Life is 10% what happens to you,
and 90% how you react to it.
It was always going to decide which speciality to follow after five years of grind at medical school. Initially we new graduates all dived in feet first with enthusiasm into our new careers. Our first pay were on the way! Little were we aware that in the late 1980s we be working between 80-120hrs/week. That was our first lesson. Work was to be more arduous than medical school. Social life? What social life?
I had sat in various lecture theatres listening to lecturers not so avidly as various lecturers plugged their mouths as recruitment devices.
The general surgeons offered blood and gore. If that was not enough, there was always the opportunity to one’s hands into the brown stuff! Yuck! Depending on their behaviour on any given day, I described as the big choppers or little choppers. This would translate to ”todgers” or “tidgers”.
I never really understood surgeons. They spend years studying for undergraduate and postgraduate exams. Once these are all passed, they demote themselves to “Mister” once more. It does appear they just cannot shed their historical image as barber surgeons, maybe they don’t want to? It does all remind me of a tale of woe. One young guy went for a surgical position. He didn’t get the job. He was told that he was too nice to be a surgeon.
Talking of which, I must have a haircut tomorrow. It might be best if I wear an upper body suit in case the barber surgeon decides to remove my appendix too. Of course he wouldn’t charge anymore. He probably needs the practice.
Willy plumbing was definitely not a very good option. Imagine holding other blokes sticky willies several times each day? As the day passed the operating wellies becoming increasingly filled with pee. The socks or bare feet squelching in the wellies. Then at the end of the day travelling home smelling like an un-cleaned male urinal in a bar. The smell being not dissimilar to cooking kidneys at home.On such culinary occasions opening the kitchen window to let the the neighbours enjoy the unpleasant waft too.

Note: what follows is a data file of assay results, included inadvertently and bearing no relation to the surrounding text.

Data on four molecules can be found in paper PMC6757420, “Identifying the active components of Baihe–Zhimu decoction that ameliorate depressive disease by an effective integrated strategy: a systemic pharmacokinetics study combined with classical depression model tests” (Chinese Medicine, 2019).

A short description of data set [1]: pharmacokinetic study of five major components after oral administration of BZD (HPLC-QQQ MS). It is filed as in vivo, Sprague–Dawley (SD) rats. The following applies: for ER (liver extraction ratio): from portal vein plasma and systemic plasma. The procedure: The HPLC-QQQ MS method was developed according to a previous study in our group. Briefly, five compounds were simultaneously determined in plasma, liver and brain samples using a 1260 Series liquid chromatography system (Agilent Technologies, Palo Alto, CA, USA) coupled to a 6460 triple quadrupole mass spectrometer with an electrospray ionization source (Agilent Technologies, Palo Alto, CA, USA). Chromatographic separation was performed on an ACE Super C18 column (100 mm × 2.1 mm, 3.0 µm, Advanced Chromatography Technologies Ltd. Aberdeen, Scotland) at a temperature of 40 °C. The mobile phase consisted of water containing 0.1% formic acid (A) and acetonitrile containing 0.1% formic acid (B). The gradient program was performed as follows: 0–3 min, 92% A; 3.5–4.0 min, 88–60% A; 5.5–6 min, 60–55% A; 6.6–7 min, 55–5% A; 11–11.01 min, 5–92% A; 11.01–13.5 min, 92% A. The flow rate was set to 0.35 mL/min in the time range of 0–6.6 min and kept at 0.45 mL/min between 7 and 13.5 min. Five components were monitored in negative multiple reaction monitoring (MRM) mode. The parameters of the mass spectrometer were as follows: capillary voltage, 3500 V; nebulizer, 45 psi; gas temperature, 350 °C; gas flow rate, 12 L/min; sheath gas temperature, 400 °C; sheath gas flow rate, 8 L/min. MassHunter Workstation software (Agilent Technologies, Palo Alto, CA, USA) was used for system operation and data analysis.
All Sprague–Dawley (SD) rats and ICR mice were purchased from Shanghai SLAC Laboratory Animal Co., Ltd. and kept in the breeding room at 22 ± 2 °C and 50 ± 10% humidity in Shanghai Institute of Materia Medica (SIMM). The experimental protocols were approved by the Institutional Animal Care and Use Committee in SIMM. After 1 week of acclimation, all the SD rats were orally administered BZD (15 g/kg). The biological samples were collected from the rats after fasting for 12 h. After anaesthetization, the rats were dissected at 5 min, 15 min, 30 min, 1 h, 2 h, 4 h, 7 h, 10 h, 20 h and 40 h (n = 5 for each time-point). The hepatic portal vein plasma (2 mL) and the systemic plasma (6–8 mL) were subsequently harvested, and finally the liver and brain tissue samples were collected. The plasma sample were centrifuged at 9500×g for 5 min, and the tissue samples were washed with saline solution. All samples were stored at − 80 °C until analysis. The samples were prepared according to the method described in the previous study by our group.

Orthopaedics also known a bone cracking. Snore! Snore! Bang! Bang! Chisel and scrape. Put it all back together again with screws and plates. Not dissimilar to a child playing with a Meccano set. Anyway, I had been useless at metalwork and carpentry at school. A big no, no thanks
There was fish farming. A no, no for those who didn’t like sushi. I definitely eat raw fish! Cooked fish was always preferable. There was also the possibility of being deterred from cauliflower cheese for life.
How about becoming a physicianly type of wand waver? The white coat merchants often claimed that medicine was mostly an art and partly a science? I often considered whether they had had fancy tattoos on their backs and on their “tidgers”. The latter bearing a tattoo inscribed with the letter “I” in a very small font size. It appeared they meant guesswork. Try a bit of this. Try a bit of that. if nothing works, tell you what guys lets give steroids a go. What made these medical speculators worse, whilst holding their chins in one hand pretending to look thoughtful, in case their head rolled off the shoulders, they prescribed dangerous drugs then sent patients home. Then the punter would be given another outpatient a few weeks henceforth. For those of us with logical, scientific minds, it made no sense at all. It seemed that they might have been at the races and blindly picking a three legged nag to win the race. In life there are swerves and there are swerves. General medicine was a hair pin bend swerve for me. It felt like being hit in the face with a cricket ball every thirty seconds. I personally could find no good reason to practice necromancy of the living dead. Time to tell them to bugger off, stronger profanities did come mind but perhaps best avoided in a public forum.